“Summit County’s Board of County Commissioners passed a resolution Tuesday that added a measure on November’s ballot asking voters to approve a mill levy that would raise $8.8 million a year for a variety of county programs,” reports Summit Today. “The funds would provide for wildfire mitigation, mental health services, affordable early childhood care and education as well as revamping the county’s recycling program. The 4.7 mill levy would raise commercial and residential taxes for county residents annually by $33.96 for every $100,000 of property value. So for a property worth $1 million, the owner will pay $340 in additional property taxes each year for the next decade.”

“The Fremont County Board of Commissioners is working to finalize the process that will determine who will serve as the county’s interim sheriff after the resignation of Jim Beicker, which will be effective Sept. 1,” reports The Cañon City Daily Record. “Beicker tendered his resignation Tuesday, citing personal reasons. Fremont County Commission Chair Tim Payne said the board will seek letters of interest from qualified individuals until Aug. 15. Candidates likely will be interviewed the next week with an appointment expected to be made Sept. 4, Payne said. The board is expected to release more information on the qualifications and the selection process soon.”

“The push is on for supporters of an initiative to put a measure on the state’s November ballot that would prohibit the location of oil and gas wells within 2,500 feet of an occupied building to get the signatures they need by Monday’s deadline,” reports The Boulder Daily Camera. “Colorado Rising, the Boulder-based advocacy group pushing Initiative 97, claims it has been targeted by an orchestrated campaign to send people out to sites where they are collecting signatures, in order to harass them and discourage them from signing. “What the harassers would do is they would get in between the signature gatherers and the signer, and they would start yelling and trying to intimidate the people, to scare the signers away — yelling things like, ‘You don’t know who these people are, or who are you giving your information to,” said Colorado Rising volunteer Holly Wheeler of Boulder. ‘They were, like, a foot away from people in their face, and yelling.'”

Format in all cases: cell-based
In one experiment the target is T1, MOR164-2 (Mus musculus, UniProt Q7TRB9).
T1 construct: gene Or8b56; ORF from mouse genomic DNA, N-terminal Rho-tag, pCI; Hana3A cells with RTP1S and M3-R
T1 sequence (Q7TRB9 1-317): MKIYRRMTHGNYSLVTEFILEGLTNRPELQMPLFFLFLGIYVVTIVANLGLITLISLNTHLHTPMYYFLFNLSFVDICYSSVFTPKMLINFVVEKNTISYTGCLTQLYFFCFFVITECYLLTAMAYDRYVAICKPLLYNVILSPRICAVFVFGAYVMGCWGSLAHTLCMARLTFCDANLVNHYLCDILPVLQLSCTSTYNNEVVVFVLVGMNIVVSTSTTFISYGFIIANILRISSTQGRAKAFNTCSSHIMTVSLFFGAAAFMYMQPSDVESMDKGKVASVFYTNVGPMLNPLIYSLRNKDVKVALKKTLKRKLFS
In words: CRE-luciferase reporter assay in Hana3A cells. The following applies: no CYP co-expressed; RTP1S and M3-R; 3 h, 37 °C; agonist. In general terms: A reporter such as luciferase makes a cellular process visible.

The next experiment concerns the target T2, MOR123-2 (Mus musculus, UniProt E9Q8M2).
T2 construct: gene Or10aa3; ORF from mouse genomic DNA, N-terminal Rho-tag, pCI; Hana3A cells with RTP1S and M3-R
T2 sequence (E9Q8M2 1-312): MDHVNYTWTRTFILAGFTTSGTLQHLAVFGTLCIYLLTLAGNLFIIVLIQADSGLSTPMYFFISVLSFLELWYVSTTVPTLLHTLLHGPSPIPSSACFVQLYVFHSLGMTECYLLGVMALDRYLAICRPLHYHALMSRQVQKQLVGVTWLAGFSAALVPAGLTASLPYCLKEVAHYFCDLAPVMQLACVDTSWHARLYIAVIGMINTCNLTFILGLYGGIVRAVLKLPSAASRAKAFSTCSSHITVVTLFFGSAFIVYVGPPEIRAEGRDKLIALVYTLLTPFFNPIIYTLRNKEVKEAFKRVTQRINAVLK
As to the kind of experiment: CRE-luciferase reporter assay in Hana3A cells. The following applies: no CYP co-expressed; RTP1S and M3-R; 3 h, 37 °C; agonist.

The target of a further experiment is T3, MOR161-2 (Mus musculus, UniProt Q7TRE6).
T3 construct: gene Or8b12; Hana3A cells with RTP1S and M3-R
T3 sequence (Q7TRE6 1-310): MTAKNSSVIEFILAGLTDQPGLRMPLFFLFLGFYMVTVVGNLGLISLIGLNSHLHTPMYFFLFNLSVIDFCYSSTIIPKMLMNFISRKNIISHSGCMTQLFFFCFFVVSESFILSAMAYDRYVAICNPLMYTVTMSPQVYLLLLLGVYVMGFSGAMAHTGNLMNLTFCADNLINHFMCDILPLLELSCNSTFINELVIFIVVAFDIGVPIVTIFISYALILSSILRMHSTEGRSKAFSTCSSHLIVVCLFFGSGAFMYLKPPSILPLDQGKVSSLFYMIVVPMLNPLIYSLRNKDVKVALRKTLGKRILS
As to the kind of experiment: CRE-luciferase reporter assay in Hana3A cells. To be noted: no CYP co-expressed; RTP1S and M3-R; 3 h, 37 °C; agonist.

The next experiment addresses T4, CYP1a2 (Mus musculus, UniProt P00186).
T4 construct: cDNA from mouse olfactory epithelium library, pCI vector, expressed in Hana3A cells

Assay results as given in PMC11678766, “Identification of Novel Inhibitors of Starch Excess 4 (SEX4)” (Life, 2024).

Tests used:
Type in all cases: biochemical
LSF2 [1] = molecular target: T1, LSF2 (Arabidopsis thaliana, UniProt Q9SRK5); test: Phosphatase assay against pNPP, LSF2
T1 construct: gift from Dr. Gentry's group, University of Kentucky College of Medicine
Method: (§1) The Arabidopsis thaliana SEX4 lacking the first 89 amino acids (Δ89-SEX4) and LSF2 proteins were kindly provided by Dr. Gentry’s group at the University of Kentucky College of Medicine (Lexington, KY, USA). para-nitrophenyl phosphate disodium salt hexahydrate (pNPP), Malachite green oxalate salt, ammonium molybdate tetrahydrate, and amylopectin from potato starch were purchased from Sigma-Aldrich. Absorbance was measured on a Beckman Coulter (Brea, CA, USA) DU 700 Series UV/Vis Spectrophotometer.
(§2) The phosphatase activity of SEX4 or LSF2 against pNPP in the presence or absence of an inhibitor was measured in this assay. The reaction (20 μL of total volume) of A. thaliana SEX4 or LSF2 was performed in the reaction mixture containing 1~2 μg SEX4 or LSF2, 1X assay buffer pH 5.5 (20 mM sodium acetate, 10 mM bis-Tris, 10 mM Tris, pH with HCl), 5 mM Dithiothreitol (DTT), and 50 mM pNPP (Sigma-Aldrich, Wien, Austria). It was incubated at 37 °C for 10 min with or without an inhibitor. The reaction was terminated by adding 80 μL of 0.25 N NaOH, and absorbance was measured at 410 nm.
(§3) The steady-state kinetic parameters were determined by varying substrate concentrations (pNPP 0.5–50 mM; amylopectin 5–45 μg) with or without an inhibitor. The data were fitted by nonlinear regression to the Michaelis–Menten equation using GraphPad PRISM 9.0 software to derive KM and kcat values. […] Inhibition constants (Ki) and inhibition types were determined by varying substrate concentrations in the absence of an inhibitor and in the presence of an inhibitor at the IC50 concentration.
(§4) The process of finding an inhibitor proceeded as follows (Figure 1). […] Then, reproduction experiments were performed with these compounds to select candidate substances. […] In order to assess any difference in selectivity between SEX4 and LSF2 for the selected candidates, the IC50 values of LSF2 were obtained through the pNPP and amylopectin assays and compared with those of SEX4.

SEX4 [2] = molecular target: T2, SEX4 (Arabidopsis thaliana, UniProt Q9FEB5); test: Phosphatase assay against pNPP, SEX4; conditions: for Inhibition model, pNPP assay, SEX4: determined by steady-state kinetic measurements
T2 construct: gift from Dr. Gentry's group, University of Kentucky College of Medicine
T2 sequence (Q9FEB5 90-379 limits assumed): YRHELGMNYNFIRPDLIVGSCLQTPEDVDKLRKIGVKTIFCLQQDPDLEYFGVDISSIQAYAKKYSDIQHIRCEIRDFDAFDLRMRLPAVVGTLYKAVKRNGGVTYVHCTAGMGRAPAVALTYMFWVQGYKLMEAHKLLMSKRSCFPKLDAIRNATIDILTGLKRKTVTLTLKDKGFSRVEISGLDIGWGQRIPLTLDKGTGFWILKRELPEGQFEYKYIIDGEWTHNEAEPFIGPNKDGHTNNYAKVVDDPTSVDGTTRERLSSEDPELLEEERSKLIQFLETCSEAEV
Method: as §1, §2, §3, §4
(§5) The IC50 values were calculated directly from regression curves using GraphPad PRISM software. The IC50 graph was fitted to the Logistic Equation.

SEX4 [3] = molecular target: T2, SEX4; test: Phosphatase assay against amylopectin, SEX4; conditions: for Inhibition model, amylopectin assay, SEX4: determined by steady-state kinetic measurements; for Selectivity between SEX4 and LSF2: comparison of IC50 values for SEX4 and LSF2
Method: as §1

“Legendary actor and film director Clint Eastwood made a stop in Fort Morgan on Tuesday as he and his crew shot scenes for his upcoming film ‘The Mule,'” reports The Fort Morgan Times. “His team could be found camped out near the intersection of Morgan County Road R and Morgan County Road 17. Eastwood and his crew departed Fort Morgan on Wednesday morning in route back to New Mexico to continue shooting. According to Internet Movie Database, “The Mule” is a film about a 90-year-old horticulturist and World War II veteran caught transporting $3 million worth of cocaine through Michigan for a Mexican drug cartel. The film is being produced by Warner Bros. Entertainment Inc. Eastwood, who is still going strong at 88-years-old, is both acting in and directing the film. Other Hollywood names starring in the film include Bradley Cooper, Michael Pena, Laurence Fishburne, and Eastwood’s daughter, Alison Eastwood.”

“The saying ‘if it’s not one thing, then it’s another’ can definitely be applied to the employment situation in Eagle County,” reports Vail Daily. “When the national recession hit in 2008, the bottom fell out of the local construction industry and lots of people were looking for work. A decade later, the national and local economy have rebounded, but the valley’s labor shortage has re-emerged. During a Tuesday, July 31, meeting with the Eagle County commissioners, Chris Romer, of the Vail Valley Partnership, relayed a recent discussion he had with the Colorado State Demographer’s office. The state estimates there are currently 1,600 open jobs in Eagle County.”

“As Environmental Protection Agency investigators turn their attention to Colorado and its perfluorinated chemicals that won’t go away, they face demands to determine how much of an infinitesimally tiny amount is too much,” reports The Denver Post. “At the Colorado Department of Public Health and the Environment — where state officials have begun making a list of sites where perfluorinated chemicals, or PFCs, may have been spilled — agency chiefs say they will enforce any limit the EPA sets. At a north metro Denver water supply plant, systems manager Kipp Scott focuses on 70 parts per trillion (ppt), a nonbinding health advisory target, as he dilutes and filters supplies for 50,000 residents following last month’s discovery that municipal wells are contaminated. ‘Our finished water now is around 27 ppt,’ he said, ‘… after shutting off the wells.'”

The Colorado Independent is a statewide online news source operating in a time when spin is plentiful, but factual, fair and unflinching news in the public interest is all too rare. Our award-winning team of veteran investigative and explanatory reporters and news columnists aims to amplify the voices of Coloradans whose stories are unheard, shine light on the relationships between people, power and policy, and hold public officials to account. We strive to report the news with context, social conscience, and soul, and to give Coloradans the insight they need to promote conversation, understanding and progress in this square, swing state we call home.

LEAVE A REPLY

Please enter your comment!
Please enter your name here

This site uses Akismet to reduce spam. Learn how your comment data is processed.